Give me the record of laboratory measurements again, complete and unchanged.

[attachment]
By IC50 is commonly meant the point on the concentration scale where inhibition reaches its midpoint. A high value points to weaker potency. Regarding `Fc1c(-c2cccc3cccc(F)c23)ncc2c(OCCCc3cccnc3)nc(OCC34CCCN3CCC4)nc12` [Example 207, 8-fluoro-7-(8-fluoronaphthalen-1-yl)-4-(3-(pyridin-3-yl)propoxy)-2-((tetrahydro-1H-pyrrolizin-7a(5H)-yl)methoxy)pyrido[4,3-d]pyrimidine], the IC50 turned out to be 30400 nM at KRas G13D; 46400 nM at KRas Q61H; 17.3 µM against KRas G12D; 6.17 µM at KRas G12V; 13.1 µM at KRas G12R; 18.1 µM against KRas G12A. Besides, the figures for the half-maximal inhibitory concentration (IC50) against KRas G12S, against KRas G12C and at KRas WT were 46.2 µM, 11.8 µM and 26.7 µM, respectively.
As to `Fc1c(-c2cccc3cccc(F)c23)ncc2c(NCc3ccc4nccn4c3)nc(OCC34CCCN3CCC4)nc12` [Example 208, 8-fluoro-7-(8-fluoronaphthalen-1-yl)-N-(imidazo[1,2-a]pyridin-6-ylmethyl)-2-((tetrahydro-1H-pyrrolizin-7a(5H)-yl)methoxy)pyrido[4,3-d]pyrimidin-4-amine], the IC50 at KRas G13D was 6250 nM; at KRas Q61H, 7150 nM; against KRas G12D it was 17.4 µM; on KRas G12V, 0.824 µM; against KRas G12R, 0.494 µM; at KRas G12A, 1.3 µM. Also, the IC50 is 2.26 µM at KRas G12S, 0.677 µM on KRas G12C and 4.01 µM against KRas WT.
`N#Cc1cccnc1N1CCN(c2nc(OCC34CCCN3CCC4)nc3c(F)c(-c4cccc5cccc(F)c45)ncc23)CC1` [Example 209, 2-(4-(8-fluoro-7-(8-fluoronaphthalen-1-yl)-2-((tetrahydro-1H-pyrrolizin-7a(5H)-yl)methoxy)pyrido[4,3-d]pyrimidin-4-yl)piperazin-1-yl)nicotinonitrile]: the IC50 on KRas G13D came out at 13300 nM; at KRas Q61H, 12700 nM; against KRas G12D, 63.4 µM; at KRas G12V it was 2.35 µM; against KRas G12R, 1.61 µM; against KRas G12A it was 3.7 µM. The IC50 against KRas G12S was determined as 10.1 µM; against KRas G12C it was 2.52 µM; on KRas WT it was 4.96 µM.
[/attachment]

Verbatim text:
By IC50 is commonly meant the point on the concentration scale where inhibition reaches its midpoint. A high value points to weaker potency. Regarding `Fc1c(-c2cccc3cccc(F)c23)ncc2c(OCCCc3cccnc3)nc(OCC34CCCN3CCC4)nc12` [Example 207, 8-fluoro-7-(8-fluoronaphthalen-1-yl)-4-(3-(pyridin-3-yl)propoxy)-2-((tetrahydro-1H-pyrrolizin-7a(5H)-yl)methoxy)pyrido[4,3-d]pyrimidine], the IC50 turned out to be 30400 nM at KRas G13D; 46400 nM at KRas Q61H; 17.3 µM against KRas G12D; 6.17 µM at KRas G12V; 13.1 µM at KRas G12R; 18.1 µM against KRas G12A. Besides, the figures for the half-maximal inhibitory concentration (IC50) against KRas G12S, against KRas G12C and at KRas WT were 46.2 µM, 11.8 µM and 26.7 µM, respectively.
As to `Fc1c(-c2cccc3cccc(F)c23)ncc2c(NCc3ccc4nccn4c3)nc(OCC34CCCN3CCC4)nc12` [Example 208, 8-fluoro-7-(8-fluoronaphthalen-1-yl)-N-(imidazo[1,2-a]pyridin-6-ylmethyl)-2-((tetrahydro-1H-pyrrolizin-7a(5H)-yl)methoxy)pyrido[4,3-d]pyrimidin-4-amine], the IC50 at KRas G13D was 6250 nM; at KRas Q61H, 7150 nM; against KRas G12D it was 17.4 µM; on KRas G12V, 0.824 µM; against KRas G12R, 0.494 µM; at KRas G12A, 1.3 µM. Also, the IC50 is 2.26 µM at KRas G12S, 0.677 µM on KRas G12C and 4.01 µM against KRas WT.
`N#Cc1cccnc1N1CCN(c2nc(OCC34CCCN3CCC4)nc3c(F)c(-c4cccc5cccc(F)c45)ncc23)CC1` [Example 209, 2-(4-(8-fluoro-7-(8-fluoronaphthalen-1-yl)-2-((tetrahydro-1H-pyrrolizin-7a(5H)-yl)methoxy)pyrido[4,3-d]pyrimidin-4-yl)piperazin-1-yl)nicotinonitrile]: the IC50 on KRas G13D came out at 13300 nM; at KRas Q61H, 12700 nM; against KRas G12D, 63.4 µM; at KRas G12V it was 2.35 µM; against KRas G12R, 1.61 µM; against KRas G12A it was 3.7 µM. The IC50 against KRas G12S was determined as 10.1 µM; against KRas G12C it was 2.52 µM; on KRas WT it was 4.96 µM.